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Archive for the ‘Religion In America’ tag

Humility, Chutzpah and Democracy in America: 5 Habits of the Heart

By Parker J Palmer
From Huffington Post

“The human heart is the first home of democracy. It is where we embrace our questions. Can we be equitable? Can we be generous? Can we listen with our whole beings, not just our minds, and offer our attention rather than our opinions? And do we have enough resolve in our hearts to act courageously, relentlessly, without giving up — ever — trusting our fellow citizens to join with us in our determined pursuit of a living democracy?” –Terry Tempest Williams, “The Open Space of Democracy”

Prophets aren’t always crones or old geezers. When Alexis de Tocqueville visited the United States in the early 1830s, he was only 27 years old. But after spending a year among us, the young French intellectual returned home to write the classic Democracy in America. In it he predicted that this democracy’s future would depend heavily on the “habits of the heart” its citizens developed, habits that form a vital part of democracy’s infrastructure.

Today, as habits of the heart like demonizing those who disagree with us, or tripping out on the fantasy that “I made it on my own and I don’t owe anyone anything,” unravel the fabric of our civic community, Tocqueville has proven prophetic once again.

For Tocqueville, as for Terry Tempest Williams, “heart” meant much more than feelings. The word comes from the Latin cor. It points to the core of the self where all of our ways of knowing converge — intellectual, emotional, sensory, intuitive, imaginative, experiential, relational and bodily, among others.

Tocqueville believed that America’s religious communities would be critical in forming our habits of the heart, for better or for worse. As a Christian, I don’t need to be schooled on the “worse” that religion is capable of doing to democracy. When it comes to the political toxicity of some forms of Christianity, Holden Caulfield got it right in “The Catcher in the Rye” when he uttered those famous words, “old Jesus probably would’ve puked if He could see it.”

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Dharmic Seva and Vivekananda: The Catalyst to Building Pluralistic Communities

by Anju Bhargava from Huffington Post

The Dharmic American community has an immense, untapped potential to serve at home and abroad. Dharmic Seva can become a catalyst to strengthening and building pluralistic communities. Our ancient expression, Vasudhaiva Kutumbakam (The Whole World is One Family) is a key principle driving Hindu American Seva Charities (HASC) as we prepare for the first historic briefing at the White House, followed by the conference at Georgetown University.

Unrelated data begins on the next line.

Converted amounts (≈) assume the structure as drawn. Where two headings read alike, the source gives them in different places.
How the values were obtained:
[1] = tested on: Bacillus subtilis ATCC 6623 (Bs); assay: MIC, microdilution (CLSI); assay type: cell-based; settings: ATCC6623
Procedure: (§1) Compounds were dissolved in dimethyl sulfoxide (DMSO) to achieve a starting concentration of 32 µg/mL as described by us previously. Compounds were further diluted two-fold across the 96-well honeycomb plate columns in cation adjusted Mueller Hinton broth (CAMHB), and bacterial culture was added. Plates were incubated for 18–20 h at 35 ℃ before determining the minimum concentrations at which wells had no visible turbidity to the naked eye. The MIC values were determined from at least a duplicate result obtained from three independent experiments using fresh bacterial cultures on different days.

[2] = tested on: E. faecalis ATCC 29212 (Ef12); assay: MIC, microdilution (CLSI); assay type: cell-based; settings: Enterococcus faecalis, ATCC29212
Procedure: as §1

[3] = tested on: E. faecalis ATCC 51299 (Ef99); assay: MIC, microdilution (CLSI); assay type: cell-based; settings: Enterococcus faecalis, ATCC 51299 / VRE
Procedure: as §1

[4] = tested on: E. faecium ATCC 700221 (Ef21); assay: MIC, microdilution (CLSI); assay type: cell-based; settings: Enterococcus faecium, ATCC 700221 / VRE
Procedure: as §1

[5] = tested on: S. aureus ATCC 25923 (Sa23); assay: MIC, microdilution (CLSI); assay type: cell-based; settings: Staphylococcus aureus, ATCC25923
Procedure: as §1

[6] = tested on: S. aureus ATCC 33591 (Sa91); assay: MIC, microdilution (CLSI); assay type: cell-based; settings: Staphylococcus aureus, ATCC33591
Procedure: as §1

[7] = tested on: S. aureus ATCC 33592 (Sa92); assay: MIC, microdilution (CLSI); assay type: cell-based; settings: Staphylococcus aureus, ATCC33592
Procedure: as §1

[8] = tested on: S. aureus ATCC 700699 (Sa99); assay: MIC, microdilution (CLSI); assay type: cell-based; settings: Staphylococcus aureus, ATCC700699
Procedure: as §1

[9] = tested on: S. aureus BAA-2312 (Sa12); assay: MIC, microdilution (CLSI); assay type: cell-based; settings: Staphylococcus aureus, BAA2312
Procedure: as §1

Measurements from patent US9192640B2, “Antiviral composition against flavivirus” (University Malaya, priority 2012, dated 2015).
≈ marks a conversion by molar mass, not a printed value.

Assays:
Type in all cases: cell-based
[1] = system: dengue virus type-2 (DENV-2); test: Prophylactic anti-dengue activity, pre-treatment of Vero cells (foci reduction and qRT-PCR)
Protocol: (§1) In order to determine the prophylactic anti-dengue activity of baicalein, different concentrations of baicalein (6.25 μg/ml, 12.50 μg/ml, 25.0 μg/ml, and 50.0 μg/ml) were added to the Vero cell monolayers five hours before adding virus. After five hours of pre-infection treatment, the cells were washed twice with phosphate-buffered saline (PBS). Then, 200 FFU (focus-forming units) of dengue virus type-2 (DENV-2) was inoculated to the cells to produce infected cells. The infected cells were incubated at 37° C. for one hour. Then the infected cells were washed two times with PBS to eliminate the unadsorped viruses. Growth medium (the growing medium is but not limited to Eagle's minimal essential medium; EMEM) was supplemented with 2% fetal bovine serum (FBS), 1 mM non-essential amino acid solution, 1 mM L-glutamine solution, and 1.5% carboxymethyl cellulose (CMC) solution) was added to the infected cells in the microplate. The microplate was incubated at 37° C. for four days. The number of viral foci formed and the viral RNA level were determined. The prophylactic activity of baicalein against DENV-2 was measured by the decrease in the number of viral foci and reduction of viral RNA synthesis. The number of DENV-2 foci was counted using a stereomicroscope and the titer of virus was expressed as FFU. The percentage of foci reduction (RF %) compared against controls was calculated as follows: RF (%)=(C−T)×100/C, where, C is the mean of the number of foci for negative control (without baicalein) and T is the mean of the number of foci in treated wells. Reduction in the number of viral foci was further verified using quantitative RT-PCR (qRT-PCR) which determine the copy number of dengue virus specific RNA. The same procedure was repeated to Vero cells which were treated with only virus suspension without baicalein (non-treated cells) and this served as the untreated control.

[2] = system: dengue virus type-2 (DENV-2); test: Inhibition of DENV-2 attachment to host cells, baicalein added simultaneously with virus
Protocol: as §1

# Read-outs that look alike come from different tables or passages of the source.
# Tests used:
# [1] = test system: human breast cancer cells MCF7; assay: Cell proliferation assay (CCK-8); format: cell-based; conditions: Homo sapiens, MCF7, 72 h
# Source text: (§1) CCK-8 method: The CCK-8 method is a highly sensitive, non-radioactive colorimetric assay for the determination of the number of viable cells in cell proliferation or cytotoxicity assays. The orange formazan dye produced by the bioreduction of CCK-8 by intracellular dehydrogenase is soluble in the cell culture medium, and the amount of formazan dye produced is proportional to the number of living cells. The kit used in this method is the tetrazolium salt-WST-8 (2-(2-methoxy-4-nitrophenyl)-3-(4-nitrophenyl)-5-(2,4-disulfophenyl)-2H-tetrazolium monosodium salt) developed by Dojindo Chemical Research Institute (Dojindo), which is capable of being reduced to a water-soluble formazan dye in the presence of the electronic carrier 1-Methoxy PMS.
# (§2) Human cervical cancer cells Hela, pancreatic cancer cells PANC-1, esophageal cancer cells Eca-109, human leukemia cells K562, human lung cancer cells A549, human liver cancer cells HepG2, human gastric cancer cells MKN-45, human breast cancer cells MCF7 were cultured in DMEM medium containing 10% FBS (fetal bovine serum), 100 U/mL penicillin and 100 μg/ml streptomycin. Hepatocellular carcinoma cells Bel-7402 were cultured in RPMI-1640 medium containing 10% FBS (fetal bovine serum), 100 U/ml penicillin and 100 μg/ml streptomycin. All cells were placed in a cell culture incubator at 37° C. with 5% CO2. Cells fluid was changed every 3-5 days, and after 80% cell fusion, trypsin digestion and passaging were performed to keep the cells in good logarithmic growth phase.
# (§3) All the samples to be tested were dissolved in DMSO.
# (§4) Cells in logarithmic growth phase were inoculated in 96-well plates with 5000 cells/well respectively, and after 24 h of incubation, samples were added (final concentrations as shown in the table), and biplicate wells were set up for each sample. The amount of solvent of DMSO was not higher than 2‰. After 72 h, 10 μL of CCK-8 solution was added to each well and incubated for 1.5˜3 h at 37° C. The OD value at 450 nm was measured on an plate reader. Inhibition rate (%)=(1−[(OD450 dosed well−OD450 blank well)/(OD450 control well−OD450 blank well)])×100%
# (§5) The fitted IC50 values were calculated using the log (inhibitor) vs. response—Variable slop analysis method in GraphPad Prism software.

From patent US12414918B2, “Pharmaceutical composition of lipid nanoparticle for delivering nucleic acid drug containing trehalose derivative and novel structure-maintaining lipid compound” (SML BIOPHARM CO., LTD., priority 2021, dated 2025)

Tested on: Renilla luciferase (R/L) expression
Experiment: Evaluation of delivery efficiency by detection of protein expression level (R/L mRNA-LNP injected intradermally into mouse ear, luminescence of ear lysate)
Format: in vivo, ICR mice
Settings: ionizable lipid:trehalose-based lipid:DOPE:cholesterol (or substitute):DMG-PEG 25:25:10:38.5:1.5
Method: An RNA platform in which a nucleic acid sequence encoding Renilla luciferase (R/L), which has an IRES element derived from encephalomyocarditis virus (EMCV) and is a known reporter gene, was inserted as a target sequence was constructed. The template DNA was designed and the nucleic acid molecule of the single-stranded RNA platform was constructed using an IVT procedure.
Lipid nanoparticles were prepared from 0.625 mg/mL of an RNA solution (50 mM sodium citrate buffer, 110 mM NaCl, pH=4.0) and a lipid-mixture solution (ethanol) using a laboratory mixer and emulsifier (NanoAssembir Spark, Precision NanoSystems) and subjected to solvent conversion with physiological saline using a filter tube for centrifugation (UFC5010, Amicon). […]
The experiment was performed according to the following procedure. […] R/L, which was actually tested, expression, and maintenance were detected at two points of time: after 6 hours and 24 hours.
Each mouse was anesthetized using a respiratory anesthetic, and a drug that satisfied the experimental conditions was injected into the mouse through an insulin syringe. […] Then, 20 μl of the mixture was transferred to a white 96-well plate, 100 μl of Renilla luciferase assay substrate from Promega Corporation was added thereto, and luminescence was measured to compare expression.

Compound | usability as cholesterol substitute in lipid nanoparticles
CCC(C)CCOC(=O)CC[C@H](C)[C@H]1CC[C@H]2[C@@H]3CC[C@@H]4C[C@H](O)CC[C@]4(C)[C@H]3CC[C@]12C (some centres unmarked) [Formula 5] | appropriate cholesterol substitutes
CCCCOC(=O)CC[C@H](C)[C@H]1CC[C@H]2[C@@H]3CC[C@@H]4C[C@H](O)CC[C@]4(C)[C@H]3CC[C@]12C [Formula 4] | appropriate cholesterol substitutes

The theme of the event is “Energizing Dharmic Seva (Service): Impacting Change in America and Abroad,” and is designed to inspire all toward community service. We will explore ways to further strengthen America through service and honor those within our community who have served, are serving and will serve. We have an impressive slate of speakers coming to share their perspectives.

As we started our journey to impact change and encourage new service ideas, HASC sponsored a widespread civic and service participation essay contest to develop service plans. The winners of the contest will be recognized by HASC at the White House briefing on the 29th. With their Seva Plan we expect our participants to become change makers as they become part of expanding the ongoing seva movement. They will play a role in America valuing the talents of its diverse faiths, its pluralistic multicultural communities, the New Americans. As a member of the President’s Advisory Council on Faith Based and Neighborhood Partnerships in our report we recommended and are now implementing interfaith cooperation and community service as an important way to build understanding between different communities and contribute to the common good.

We asked our community to tell us: What role does your dharma (religion/faith/spirituality) play in civic engagement, social justice and development issues? How do you propose to establish and expand seva (service) on campus, places of worship, yoga centers, in towns, cities or rural areas (for example through “seva centers” or virtual hubs)? What other ways will you grow the faith and/or interfaith seva movement? What is the change you want to see in yourself and in your communities by doing selfless service?

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